• Aikhenvald, Alexandra Y. 2010. Imperatives and commands. Oxford: Oxford Univ. Press.

    The only book-length, cross-linguistic study of imperatives to date. Covers grammatical characteristics of positive imperatives, negative imperatives, and commands, and relates them to larger cultural and functional concerns. Includes a guide for fieldworkers investigating imperatives in underdocumented languages.

  • König, Ekkehard, and Peter Siemund. 2007. Speech act distinctions in grammar. In Clause structure. Vol. 1 of Language typology and syntactic description. 2d ed. Edited by Timothy Shopen, 276–324. Cambridge, UK: Cambridge Univ. Press.

    An updated counterpart to Sadock and Zwicky 1985. Discusses morphosyntactic variation in the expression of imperatives within the context of declaratives and interrogatives. Also discusses related constructions such as hortatives, optatives, and minor sentences types such as exclamatives.

  • Sadock, Jerrold M., and Arnold Zwicky. 1985. Speech act distinctions in syntax. In Clause structure. Vol. 1 of Language typology and syntactic description. Edited by Timothy Shopen, 155–196. Cambridge, UK: Cambridge Univ. Press.

    Preliminary survey of similarities and differences across imperatives cross-linguistically. Precursor to König and Siemund 2007.

  • van der Wurff, Wim. 2007. Imperative clauses in generative grammar: An introduction. In Imperative clauses in generative grammar: Studies in honour of Frits Beukema. Edited by Wim van der Wurff, 1–94. Amsterdam: John Benjamins.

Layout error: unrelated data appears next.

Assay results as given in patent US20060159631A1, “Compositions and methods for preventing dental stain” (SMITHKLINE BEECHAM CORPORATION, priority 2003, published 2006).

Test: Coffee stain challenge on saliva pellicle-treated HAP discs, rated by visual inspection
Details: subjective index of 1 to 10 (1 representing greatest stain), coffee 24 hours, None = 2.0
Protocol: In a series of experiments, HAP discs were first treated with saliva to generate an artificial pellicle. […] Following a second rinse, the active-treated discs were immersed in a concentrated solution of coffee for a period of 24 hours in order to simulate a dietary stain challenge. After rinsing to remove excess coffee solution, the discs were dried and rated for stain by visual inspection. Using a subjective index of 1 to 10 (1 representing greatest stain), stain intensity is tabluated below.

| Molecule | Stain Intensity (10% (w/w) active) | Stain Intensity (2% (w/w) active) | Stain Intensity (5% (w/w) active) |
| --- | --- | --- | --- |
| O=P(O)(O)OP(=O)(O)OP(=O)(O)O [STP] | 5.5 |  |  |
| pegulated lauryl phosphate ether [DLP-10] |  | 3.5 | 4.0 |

An overview of the analytical issues in imperative syntax within generative grammar. Contains numerous references and critical discussion.

  • Xrakovskij, Victor S., ed. 2001. Typology of imperative constructions. Munich: Lincom Europa.

    A volume prepared by the Language Typology Workshop of the Russian Academy of Sciences Institute of Linguistic Research. Chapter 1 provides a functional perspective on similarities and differences among imperatives cross-linguistically. Chapter 2 is a questionnaire on imperative morphology, syntax, semantics, and pragmatics for a typologically oriented investigation of individual languages. The remaining twenty-three chapters describe imperatives in a diverse range of languages. A revised and translated version of Victor S. Xrakovskij, ed., Tipologija imperativnyx konstrukcij (Saint Petersburg, Russia: Nauka, 1992).

  • Zhang, Shi. 1990. The status of imperatives in theories of grammar. PhD diss., University of Arizona.

    A wide-ranging study of the imperative. Presents both Government-Binding and Categorial Grammar analyses of the English imperative. Includes a historical overview of generative treatment of the imperatives and cross-linguistic observations.